Council OK’s Sidewalk Funds

WINNSBORO – In a close 4-3 vote and after extensive debate and voices of opposition from two members of the public, County Council Monday night approved $50,000 for the Town of Jenkinsville to use as matching funds for a S.C. Department of Transportation (DOT) grant for the completion of a sidewalk.

Jenkinsville Mayor Gregrey Ginyard originally requested the funds, in installments of $25,000 each over the next two budget cycles, at Council’s Jan. 12 meeting. Ginyard said three-quarters of the project, from Buttercup Lane to approximately a quarter of a mile shy of Baltic Circle where the Lake Monticello Park is located, had been completed using DOT grant money. To take the sidewalk all the way to the park, Ginyard said Jenkinsville is applying for another grant and needs $100,000 in matching funds, half of which will come from the County Transportation Committee (CTC).

The item went to committee, where Council developed an alternative proposal to avoid taking money out of the County’s general fund. That proposal, to take the funds from District 4’s portion of state money that is distributed through the CTC for road paving projects, essentially put the CTC on the hook for the entire $100,000. During their meeting earlier this month, the CTC balked at that proposal, but agreed to pony up the $50,000 provided Ginyard could find the other half elsewhere.

With the deadline for Ginyard to apply for the DOT grant less than a week away, Council faced the matter for the last time Monday night. Two members of the public, however, urged Council to pass on the idea.

“Why on earth would we allow the mayor (of Jenkinsville) to come and ask for money from a county that he wants nothing to do with,” Jeff Schaffer, a resident of the Dawkins community, said during Council’s first public comment session. “I want you to consider who you are giving this money to and how it will be handled and followed. This is the same mayor and chairman of Jenkinsville Water Company, the same company that could not account or reconcile its checkbook for five or six years in a row, never mind thousands and thousands of dollars unaccounted for. That’s not who I want to be handing my money over to. Would you?”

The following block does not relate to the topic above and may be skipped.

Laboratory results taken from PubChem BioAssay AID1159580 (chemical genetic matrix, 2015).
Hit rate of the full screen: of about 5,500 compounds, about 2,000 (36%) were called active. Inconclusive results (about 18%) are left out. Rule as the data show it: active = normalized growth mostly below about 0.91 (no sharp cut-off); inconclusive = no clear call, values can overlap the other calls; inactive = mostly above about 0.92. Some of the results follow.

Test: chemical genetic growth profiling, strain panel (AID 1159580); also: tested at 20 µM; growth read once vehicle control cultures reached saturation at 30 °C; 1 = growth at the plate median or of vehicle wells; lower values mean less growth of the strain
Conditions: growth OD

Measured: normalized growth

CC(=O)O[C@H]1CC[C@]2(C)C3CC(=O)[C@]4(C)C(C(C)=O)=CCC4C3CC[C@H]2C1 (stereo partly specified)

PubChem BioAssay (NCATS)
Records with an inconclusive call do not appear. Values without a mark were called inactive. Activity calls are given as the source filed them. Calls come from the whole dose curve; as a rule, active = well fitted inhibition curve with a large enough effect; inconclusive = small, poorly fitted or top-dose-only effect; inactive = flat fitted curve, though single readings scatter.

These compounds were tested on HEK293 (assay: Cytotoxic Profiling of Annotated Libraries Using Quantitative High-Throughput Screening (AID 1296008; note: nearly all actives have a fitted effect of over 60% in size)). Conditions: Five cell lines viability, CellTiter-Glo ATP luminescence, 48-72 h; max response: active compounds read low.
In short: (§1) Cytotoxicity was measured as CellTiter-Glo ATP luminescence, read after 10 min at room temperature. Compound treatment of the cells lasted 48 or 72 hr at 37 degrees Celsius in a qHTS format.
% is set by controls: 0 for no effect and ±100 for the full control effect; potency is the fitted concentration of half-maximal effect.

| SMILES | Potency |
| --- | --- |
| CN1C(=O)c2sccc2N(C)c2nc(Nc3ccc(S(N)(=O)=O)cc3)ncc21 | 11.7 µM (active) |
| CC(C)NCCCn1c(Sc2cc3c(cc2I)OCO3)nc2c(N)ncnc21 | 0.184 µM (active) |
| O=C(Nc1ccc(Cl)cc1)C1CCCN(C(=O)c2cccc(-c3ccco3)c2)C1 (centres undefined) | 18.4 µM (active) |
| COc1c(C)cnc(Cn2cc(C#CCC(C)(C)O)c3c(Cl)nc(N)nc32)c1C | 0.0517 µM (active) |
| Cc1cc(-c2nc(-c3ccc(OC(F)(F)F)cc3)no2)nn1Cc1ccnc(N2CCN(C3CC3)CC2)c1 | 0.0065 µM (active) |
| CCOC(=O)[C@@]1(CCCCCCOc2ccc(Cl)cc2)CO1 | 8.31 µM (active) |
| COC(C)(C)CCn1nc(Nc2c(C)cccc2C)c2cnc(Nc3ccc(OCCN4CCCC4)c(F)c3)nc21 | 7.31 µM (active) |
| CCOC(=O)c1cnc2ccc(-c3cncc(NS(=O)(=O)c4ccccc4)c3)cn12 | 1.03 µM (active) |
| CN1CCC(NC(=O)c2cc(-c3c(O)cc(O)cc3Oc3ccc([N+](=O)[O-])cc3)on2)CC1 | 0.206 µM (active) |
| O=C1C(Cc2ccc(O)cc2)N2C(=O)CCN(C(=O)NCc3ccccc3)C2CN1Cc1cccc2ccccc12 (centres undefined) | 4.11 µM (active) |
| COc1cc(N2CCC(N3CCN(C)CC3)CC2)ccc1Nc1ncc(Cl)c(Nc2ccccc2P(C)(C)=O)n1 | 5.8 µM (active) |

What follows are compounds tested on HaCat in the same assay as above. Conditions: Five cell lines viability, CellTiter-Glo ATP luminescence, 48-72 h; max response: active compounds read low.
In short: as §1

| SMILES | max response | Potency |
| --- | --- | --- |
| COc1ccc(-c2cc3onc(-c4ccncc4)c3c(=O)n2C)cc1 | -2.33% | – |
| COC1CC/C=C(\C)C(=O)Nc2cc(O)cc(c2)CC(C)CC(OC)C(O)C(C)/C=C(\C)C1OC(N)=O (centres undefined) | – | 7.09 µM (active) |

Schaffer said there were not enough people living in or close enough to Jenkinsville to justify spending money to complete the sidewalk. D. Melton, also a District 4 resident, said his dealings with Ginyard in Ginyard’s capacity as president of the Jenkinsville Water Company Board of Trustees have left him with the impression that the mayor is not interested in growing his town. Melton said the water company turned away a development opportunity from Christ Central Ministries in 2010 and has hampered his efforts to expand his Broad River Campground in the area.

“Why do we need a sidewalk if we can’t bring a business into Jenkinsville?” Melton asked Council.

Vice Chairman Kamau Marcharia (District 4) later put the motion on the floor to commit the funds over the next two budget cycles. The motion received a second from Mikel Trapp (District 3).